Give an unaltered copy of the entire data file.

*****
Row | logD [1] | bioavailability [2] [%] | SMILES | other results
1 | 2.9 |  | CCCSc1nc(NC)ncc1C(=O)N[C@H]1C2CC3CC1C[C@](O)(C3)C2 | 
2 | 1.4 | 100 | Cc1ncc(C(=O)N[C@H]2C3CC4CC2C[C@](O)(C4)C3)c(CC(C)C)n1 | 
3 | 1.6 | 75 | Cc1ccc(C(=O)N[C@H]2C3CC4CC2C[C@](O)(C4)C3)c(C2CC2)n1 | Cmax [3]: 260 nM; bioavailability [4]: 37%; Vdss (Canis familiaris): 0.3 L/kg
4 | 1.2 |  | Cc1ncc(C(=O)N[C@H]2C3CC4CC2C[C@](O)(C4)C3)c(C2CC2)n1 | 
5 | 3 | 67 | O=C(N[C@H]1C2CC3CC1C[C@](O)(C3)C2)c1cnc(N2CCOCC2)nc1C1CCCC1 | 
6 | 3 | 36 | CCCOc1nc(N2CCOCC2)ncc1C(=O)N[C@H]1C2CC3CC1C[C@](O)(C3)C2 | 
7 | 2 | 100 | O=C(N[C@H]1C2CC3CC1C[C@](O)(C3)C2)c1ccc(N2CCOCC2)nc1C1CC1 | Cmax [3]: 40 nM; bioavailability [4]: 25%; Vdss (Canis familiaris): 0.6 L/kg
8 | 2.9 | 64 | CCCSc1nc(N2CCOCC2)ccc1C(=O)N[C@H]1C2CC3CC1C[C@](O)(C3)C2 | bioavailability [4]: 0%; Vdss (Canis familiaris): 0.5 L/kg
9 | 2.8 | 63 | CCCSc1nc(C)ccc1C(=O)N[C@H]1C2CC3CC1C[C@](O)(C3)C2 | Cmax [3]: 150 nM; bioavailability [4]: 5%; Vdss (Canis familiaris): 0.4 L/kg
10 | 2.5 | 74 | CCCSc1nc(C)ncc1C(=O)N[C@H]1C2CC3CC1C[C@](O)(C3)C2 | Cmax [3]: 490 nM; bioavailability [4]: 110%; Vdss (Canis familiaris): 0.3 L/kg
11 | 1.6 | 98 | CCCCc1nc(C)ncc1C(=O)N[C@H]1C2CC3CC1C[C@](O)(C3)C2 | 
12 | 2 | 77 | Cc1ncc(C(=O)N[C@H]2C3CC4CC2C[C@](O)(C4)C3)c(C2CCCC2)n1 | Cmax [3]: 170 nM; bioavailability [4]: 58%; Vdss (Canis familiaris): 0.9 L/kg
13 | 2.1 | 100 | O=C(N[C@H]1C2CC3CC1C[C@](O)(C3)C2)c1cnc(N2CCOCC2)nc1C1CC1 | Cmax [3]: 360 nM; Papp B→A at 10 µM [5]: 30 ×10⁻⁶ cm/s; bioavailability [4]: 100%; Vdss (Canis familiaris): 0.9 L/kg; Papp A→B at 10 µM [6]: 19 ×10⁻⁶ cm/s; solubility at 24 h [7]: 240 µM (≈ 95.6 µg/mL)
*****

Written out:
Row | logD [1] | bioavailability [2] [%] | SMILES | other results
1 | 2.9 |  | CCCSc1nc(NC)ncc1C(=O)N[C@H]1C2CC3CC1C[C@](O)(C3)C2 | 
2 | 1.4 | 100 | Cc1ncc(C(=O)N[C@H]2C3CC4CC2C[C@](O)(C4)C3)c(CC(C)C)n1 | 
3 | 1.6 | 75 | Cc1ccc(C(=O)N[C@H]2C3CC4CC2C[C@](O)(C4)C3)c(C2CC2)n1 | Cmax [3]: 260 nM; bioavailability [4]: 37%; Vdss (Canis familiaris): 0.3 L/kg
4 | 1.2 |  | Cc1ncc(C(=O)N[C@H]2C3CC4CC2C[C@](O)(C4)C3)c(C2CC2)n1 | 
5 | 3 | 67 | O=C(N[C@H]1C2CC3CC1C[C@](O)(C3)C2)c1cnc(N2CCOCC2)nc1C1CCCC1 | 
6 | 3 | 36 | CCCOc1nc(N2CCOCC2)ncc1C(=O)N[C@H]1C2CC3CC1C[C@](O)(C3)C2 | 
7 | 2 | 100 | O=C(N[C@H]1C2CC3CC1C[C@](O)(C3)C2)c1ccc(N2CCOCC2)nc1C1CC1 | Cmax [3]: 40 nM; bioavailability [4]: 25%; Vdss (Canis familiaris): 0.6 L/kg
8 | 2.9 | 64 | CCCSc1nc(N2CCOCC2)ccc1C(=O)N[C@H]1C2CC3CC1C[C@](O)(C3)C2 | bioavailability [4]: 0%; Vdss (Canis familiaris): 0.5 L/kg
9 | 2.8 | 63 | CCCSc1nc(C)ccc1C(=O)N[C@H]1C2CC3CC1C[C@](O)(C3)C2 | Cmax [3]: 150 nM; bioavailability [4]: 5%; Vdss (Canis familiaris): 0.4 L/kg
10 | 2.5 | 74 | CCCSc1nc(C)ncc1C(=O)N[C@H]1C2CC3CC1C[C@](O)(C3)C2 | Cmax [3]: 490 nM; bioavailability [4]: 110%; Vdss (Canis familiaris): 0.3 L/kg
11 | 1.6 | 98 | CCCCc1nc(C)ncc1C(=O)N[C@H]1C2CC3CC1C[C@](O)(C3)C2 | 
12 | 2 | 77 | Cc1ncc(C(=O)N[C@H]2C3CC4CC2C[C@](O)(C4)C3)c(C2CCCC2)n1 | Cmax [3]: 170 nM; bioavailability [4]: 58%; Vdss (Canis familiaris): 0.9 L/kg
13 | 2.1 | 100 | O=C(N[C@H]1C2CC3CC1C[C@](O)(C3)C2)c1cnc(N2CCOCC2)nc1C1CC1 | Cmax [3]: 360 nM; Papp B→A at 10 µM [5]: 30 ×10⁻⁶ cm/s; bioavailability [4]: 100%; Vdss (Canis familiaris): 0.9 L/kg; Papp A→B at 10 µM [6]: 19 ×10⁻⁶ cm/s; solubility at 24 h [7]: 240 µM (≈ 95.6 µg/mL)